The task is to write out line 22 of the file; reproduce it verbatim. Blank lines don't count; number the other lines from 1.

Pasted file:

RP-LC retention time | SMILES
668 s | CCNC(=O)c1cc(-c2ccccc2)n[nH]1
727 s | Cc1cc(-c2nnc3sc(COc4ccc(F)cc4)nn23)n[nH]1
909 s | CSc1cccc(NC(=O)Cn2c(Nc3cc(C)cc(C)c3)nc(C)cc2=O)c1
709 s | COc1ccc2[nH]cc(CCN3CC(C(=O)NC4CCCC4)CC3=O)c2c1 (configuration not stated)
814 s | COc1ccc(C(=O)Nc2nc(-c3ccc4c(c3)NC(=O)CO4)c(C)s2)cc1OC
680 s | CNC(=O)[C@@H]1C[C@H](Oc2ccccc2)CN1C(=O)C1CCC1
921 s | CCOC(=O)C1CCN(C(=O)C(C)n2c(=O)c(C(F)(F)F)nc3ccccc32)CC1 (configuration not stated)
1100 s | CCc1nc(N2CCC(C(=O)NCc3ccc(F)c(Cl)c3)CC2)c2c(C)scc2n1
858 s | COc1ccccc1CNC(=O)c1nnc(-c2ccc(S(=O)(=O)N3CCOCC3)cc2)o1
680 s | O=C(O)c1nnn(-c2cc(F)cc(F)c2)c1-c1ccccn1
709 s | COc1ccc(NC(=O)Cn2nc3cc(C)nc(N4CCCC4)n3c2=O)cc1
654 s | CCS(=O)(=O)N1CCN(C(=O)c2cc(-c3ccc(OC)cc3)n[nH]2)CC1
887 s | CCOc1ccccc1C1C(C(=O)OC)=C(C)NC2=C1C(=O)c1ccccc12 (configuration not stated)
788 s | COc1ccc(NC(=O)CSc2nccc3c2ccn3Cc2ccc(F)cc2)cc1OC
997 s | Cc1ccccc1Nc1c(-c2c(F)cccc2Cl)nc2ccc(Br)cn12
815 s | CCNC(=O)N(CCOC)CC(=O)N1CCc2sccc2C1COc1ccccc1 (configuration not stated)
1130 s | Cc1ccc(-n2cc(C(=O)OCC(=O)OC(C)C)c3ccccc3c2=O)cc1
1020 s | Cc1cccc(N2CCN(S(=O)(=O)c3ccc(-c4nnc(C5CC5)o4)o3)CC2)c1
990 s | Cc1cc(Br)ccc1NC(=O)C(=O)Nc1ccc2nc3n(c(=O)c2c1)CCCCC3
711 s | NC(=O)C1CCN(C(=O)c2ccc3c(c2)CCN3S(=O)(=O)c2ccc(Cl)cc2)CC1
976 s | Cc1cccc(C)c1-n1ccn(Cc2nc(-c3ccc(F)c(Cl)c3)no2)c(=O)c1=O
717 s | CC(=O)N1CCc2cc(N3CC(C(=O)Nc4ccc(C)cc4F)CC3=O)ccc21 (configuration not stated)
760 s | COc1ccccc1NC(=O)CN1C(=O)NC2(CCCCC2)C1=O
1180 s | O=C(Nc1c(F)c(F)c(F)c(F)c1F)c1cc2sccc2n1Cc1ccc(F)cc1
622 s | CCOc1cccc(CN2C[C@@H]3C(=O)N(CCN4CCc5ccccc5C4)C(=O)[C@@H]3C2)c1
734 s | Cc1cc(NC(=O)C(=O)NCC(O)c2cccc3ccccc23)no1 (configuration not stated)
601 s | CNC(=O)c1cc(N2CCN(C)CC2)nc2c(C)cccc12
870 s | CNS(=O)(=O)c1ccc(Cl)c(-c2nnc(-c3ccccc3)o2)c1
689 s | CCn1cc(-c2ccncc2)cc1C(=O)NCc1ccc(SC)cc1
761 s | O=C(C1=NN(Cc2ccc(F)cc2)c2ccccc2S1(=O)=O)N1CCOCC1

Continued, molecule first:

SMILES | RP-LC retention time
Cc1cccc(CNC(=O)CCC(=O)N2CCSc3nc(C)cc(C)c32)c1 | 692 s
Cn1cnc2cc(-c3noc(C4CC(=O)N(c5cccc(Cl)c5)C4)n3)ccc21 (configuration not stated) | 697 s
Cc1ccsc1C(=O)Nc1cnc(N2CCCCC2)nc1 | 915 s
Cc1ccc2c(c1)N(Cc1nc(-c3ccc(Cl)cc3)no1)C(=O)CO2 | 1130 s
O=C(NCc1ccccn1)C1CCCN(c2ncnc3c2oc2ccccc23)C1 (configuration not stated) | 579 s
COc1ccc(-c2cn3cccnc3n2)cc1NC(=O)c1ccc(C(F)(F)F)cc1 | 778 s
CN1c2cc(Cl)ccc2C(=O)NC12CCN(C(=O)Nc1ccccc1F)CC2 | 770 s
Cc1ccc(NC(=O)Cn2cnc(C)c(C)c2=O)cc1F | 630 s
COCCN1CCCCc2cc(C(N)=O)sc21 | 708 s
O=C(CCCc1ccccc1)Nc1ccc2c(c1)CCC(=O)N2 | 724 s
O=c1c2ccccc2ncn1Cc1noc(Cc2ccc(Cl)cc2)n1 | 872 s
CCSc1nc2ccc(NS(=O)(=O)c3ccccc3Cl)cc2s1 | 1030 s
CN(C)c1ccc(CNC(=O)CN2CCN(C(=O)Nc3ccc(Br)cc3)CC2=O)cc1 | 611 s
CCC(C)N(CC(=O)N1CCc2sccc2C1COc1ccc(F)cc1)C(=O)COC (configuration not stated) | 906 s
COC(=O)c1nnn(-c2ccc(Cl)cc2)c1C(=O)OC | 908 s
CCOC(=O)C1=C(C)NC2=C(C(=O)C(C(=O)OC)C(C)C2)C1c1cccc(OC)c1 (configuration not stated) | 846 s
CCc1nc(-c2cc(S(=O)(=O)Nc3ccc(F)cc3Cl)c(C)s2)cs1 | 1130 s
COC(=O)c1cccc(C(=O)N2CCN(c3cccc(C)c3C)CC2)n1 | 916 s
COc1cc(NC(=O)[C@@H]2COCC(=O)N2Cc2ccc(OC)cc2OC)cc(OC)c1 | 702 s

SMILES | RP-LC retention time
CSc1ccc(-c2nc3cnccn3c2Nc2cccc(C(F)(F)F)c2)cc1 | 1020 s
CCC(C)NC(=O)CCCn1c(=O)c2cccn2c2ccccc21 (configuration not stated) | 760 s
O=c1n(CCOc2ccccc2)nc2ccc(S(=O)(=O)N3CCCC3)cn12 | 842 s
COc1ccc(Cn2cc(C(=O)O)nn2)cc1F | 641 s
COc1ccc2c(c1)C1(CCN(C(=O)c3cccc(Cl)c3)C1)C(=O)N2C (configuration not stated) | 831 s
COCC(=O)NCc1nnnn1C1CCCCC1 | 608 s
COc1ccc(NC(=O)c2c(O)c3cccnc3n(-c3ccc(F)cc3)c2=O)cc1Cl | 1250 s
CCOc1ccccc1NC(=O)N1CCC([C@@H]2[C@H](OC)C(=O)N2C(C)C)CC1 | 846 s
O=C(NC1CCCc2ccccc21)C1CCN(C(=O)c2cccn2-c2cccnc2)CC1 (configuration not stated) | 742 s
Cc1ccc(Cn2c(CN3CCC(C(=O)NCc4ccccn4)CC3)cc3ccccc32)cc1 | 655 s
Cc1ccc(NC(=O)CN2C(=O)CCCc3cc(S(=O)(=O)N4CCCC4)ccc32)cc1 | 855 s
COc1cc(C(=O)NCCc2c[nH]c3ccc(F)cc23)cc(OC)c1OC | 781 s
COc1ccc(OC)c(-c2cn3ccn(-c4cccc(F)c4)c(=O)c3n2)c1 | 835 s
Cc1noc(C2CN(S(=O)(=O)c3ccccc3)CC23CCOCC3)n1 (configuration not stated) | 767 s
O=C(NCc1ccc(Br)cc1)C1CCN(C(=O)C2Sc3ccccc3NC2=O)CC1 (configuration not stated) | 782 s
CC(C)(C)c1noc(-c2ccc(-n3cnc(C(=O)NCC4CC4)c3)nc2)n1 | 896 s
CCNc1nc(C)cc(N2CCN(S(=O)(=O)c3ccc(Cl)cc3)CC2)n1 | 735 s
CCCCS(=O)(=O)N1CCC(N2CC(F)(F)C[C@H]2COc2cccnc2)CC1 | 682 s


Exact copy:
976 s | Cc1cccc(C)c1-n1ccn(Cc2nc(-c3ccc(F)c(Cl)c3)no2)c(=O)c1=O